College and career ready.
We can discuss the many and varied flaws of the CCSS all day, but those four words are all it takes to shove me off the CCSS bus.
That's it? That's your idea of what an education is for? All we send students to school to do is to get vocational training for a job? Or to go to college, which is just four more years of vocational training for a more impressive job.
I could wax rhapsodic about the value of the whole human experience, about how our minds, bodies and spirits are meant for more than the simple grind of the workplace. I could talk about how nobody ever lay on a deathbed whispering, "Oh, if only I had spent more time getting college and career ready." I could serve up some tasty rhetoric, like "What good is making a living if you don't have a life?"
But instead, let's look at the practical implications of this, and since the pushers of CCSS are practical people, let's ask them these questions repeatedly.
If a young woman's intention is to become a stay at home housewife and mother, should she be allowed to drop out of school?
Does this mean we can drop all arts programs now, because none of our students are going to be making a living as artists and musicians? Well, no, some of them might. But this gets tricky-- a future professional musician needs the experience of playing in an ensemble-- should we force all the future engineers to play an instrument or sing in choir so that our handful of future professional musicians have the appropriate preparatory experience? And by the way-- notice that for that sentence to be clear, I have to write "professional musician" but not "professional engineer." That's because lots of folks can be musicians without being professional musicians-- does being a musician without making a living at it count?
What about shop class and sports programs? And if I'm sure I'm going to pursue a non-science career, can I just drop out of math and science classes?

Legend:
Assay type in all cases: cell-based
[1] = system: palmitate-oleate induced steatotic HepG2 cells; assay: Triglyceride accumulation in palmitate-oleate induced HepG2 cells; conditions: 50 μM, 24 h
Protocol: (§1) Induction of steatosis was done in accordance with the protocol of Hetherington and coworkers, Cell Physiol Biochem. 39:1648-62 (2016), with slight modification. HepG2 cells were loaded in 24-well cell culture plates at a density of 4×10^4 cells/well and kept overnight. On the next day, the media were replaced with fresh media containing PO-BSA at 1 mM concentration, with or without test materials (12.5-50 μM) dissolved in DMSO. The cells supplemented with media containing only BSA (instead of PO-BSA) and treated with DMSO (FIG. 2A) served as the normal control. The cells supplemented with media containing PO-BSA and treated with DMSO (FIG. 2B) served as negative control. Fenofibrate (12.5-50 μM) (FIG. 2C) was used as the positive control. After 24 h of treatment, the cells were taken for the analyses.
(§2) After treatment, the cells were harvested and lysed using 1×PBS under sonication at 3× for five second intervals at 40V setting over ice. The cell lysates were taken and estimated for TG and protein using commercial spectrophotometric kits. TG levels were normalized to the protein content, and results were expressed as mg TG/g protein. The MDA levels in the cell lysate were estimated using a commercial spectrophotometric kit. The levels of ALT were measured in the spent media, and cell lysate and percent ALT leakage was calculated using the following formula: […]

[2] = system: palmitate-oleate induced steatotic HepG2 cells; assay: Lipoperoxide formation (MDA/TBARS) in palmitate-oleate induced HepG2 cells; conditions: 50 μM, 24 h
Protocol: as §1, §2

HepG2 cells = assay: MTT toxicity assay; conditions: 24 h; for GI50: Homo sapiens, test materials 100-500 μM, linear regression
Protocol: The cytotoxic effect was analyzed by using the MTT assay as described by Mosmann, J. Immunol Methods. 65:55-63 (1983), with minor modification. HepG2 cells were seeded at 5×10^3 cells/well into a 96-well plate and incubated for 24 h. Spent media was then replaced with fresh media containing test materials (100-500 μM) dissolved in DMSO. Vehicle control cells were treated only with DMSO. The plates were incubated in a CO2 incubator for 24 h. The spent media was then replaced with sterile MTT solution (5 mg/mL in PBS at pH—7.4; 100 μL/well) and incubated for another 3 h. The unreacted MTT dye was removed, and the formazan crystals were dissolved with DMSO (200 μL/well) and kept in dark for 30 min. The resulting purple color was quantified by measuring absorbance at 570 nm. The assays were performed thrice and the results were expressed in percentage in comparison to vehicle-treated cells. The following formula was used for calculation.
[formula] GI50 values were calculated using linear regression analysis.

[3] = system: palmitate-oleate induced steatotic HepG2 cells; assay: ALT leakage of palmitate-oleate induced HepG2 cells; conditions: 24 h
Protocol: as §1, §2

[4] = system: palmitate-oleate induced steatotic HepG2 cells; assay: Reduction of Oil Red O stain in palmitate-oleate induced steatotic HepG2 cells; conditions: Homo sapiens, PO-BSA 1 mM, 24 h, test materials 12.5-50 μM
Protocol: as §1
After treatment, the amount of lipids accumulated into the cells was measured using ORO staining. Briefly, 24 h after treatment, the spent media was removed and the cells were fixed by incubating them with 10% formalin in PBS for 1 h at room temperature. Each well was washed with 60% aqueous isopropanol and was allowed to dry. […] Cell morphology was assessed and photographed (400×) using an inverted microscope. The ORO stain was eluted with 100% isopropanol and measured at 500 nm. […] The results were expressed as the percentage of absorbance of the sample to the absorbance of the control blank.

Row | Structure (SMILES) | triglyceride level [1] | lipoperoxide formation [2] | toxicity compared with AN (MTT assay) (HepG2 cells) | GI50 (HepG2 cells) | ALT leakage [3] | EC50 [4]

Of course the answer to that last one is "no" because in CCSS, one size fits all. But how does that work if I'm going to be college and career ready? Are we preparing every single student for exactly the same career? If we are, which career is it? If we aren't, why are we applying the exact same standards to everyone? Ditto the colleges-- are we preparing everyone for exactly the same college with the exact same major? And are we preparing them to be biology majors at Harvard, or English majors at Wassamatta U, or welding at Anywhere Technical Institute? How can the answer be both/either if they are being prepared with exactly the same standards??
And we haven't even started on the "clarification" that the "career ready" portion really means "ready for a career that will provide them with a living above the poverty line." Which means "none of the part-time minimum wage jobs that now drive much of the economy." (Which leads to the question, who will be working at Wal-Mart when all high school graduates are working at the above-poverty jobs that are going to magically appear to receive them?)
"College and career ready" sounds so harmless, so benign, so perfectly reasonable. But it's really a signpost that signals how myopic, ill-thought-out, and contrary to the values of both America and good education the CCSS are. When I look at the CCSS, I know something smells, and I don't have to dig deeply at all to find the source of the stink.